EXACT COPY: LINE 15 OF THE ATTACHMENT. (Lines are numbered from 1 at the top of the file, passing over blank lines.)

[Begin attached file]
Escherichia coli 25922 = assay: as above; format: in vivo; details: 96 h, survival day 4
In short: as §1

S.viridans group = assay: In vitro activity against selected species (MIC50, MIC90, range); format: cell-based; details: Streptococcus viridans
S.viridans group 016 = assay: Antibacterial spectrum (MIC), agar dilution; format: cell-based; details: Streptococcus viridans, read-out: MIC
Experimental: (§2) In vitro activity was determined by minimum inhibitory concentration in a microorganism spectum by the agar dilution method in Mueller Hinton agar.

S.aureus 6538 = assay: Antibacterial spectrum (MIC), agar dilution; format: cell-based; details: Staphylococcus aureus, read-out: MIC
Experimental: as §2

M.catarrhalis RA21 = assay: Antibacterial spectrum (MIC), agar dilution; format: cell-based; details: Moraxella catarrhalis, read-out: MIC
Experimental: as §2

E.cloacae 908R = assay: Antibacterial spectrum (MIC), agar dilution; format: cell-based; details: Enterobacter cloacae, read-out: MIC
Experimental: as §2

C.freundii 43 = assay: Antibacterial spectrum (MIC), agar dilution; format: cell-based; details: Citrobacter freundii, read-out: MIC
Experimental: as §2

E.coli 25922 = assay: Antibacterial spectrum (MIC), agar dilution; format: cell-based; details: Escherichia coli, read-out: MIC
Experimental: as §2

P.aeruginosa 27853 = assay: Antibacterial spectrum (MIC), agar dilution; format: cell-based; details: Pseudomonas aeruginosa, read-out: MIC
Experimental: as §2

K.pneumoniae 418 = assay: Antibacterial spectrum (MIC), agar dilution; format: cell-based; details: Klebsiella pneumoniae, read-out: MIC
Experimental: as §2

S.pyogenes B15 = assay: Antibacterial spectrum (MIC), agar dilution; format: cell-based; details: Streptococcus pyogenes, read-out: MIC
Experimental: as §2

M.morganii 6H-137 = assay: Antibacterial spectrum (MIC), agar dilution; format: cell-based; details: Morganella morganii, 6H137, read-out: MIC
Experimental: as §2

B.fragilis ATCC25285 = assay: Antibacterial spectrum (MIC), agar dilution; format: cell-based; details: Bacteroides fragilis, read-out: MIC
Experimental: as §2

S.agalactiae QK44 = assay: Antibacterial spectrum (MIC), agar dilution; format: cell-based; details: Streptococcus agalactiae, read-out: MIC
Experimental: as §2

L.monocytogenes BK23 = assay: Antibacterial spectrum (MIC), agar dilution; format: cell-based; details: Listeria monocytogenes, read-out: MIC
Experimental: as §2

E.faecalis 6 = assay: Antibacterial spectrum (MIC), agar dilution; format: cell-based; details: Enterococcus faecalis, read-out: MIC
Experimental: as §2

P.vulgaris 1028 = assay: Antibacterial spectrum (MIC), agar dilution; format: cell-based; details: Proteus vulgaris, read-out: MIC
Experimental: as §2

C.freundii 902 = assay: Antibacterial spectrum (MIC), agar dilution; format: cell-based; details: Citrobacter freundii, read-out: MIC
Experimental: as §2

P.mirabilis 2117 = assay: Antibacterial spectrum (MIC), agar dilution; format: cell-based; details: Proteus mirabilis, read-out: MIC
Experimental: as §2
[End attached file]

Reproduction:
Experimental: as §2